Since previous works demonstrated that EAdi is proportional to Pmusc,12,13,16,17 we reasoned that, in analogy with the Pes-based measurement of dynamic auto-PEEP, the EAdi level at the onset of inspiratory flow may be proportional to dynamic auto-PEEP (for this reason we termed it “auto-EAdi”). We thus tested this hypothesis, showing proportionality between dynamic auto-PEEP and both auto-EAdi and IDEAdi; this relationship was present in all patients individually and, more strongly, at the level of the entire population. These results suggest that this approach, readily and simply applicable at the bedside, might allow a breath-by-breath monitoring of auto-PEEP; although Pes remains the standard method for Pmusc pressure measurement, our data show that EAdi might provide useful information appearing, at least in our hands, a more simple and less noisy equipment. Moreover, the variations of auto-EAdi and IDEAdi at different PEEPe levels mirrored that of auto-PEEP, suggesting that auto-EAdi and IDEAdi could be simply and readily used at the bedside to titrate PEEPe and to assess the effect of different therapeutic strategies. In our patients, the increase in PEEPe led to a significant decrease of auto-PEEP (and auto-EAdi), suggesting a predominant role of airflow limitation as compared with dynamic hyperinflation, although conflicting data exist on this matter.18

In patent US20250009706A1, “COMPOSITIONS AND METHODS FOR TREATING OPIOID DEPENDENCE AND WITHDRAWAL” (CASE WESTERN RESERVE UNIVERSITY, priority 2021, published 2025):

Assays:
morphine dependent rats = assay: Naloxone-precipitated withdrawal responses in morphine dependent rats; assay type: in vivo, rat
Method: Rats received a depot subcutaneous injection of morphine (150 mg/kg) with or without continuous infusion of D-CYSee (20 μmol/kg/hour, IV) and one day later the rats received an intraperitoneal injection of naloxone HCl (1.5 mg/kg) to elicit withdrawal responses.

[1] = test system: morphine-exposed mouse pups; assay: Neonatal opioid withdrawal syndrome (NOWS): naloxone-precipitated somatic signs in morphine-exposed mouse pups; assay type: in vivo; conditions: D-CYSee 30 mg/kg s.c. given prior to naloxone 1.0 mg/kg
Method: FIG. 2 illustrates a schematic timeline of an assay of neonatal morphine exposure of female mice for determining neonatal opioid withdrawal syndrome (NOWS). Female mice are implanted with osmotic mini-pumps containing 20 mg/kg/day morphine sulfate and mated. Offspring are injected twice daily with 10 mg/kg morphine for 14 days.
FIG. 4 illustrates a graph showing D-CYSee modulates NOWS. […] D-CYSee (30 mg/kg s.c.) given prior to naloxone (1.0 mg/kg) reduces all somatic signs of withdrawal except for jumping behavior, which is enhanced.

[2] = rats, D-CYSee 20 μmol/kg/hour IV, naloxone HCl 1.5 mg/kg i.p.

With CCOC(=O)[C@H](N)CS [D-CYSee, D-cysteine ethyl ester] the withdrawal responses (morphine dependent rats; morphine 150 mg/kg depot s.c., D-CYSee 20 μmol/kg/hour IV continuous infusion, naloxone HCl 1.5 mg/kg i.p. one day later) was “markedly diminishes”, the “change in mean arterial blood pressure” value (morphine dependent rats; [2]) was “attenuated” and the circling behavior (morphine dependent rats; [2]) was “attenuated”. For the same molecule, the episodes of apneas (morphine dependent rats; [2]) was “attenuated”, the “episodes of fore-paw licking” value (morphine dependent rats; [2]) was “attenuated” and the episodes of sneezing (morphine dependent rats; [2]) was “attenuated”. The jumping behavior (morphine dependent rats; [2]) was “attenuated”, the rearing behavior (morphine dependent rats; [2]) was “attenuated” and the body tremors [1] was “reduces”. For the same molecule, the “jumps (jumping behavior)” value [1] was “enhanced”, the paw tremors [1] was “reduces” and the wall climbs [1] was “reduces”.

Our study has some limitations. Due to the rather complex experimental setup, we measured esophageal but not abdominal pressure. This limitation did not allow us to differentiate the presence of auto-PEEP from potential expiratory muscle activity. However, the evaluation of auto-EAdi should not be affected by the presence of active expiratory efforts representing the sole diaphragmatic muscular activity. Another limitation of the study is the relatively small sample size which is not uncommon in such studies focused on physiological variables. Moreover, we did not randomize the order of PEEPe application, but we used a stepwise increase of PEEPe like other authors did.18 As we compared overall trends in variables during changes of PEEPe, we are doubtful that randomization of PEEPe would have had relevant effects. In our patients, the inspiratory pressure swings in NAVA were higher in comparison with PSV. Despite our attempt of matching the level of assistance of the two ventilation modalities at the beginning of the study, the decrease in PEEPe led to an increased EAdi (increased patient’s effort), leading, in turn, to an increased airway pressure swing in NAVA. This is intrinsic to NAVA technique, and thus we provide a comparison of the “overall” behavior of PSV and NAVA (including the ability of the latter technique to react to an increased effort of the patient). We might have changed the NAVA gain to obtain the same airway pressure swing at each PEEPe level but: (1) we would have introduced a confounder and (2) it was likely that the patients’ EAdi would have further increased, leading to a consequent further airway pressure change. We believe that the effects on the main results of our article (i.e., figs. 2–6) were marginally (if at all) affected by the different airway pressure swings, as our results are mainly focused on the early phase (onset) of inspiration.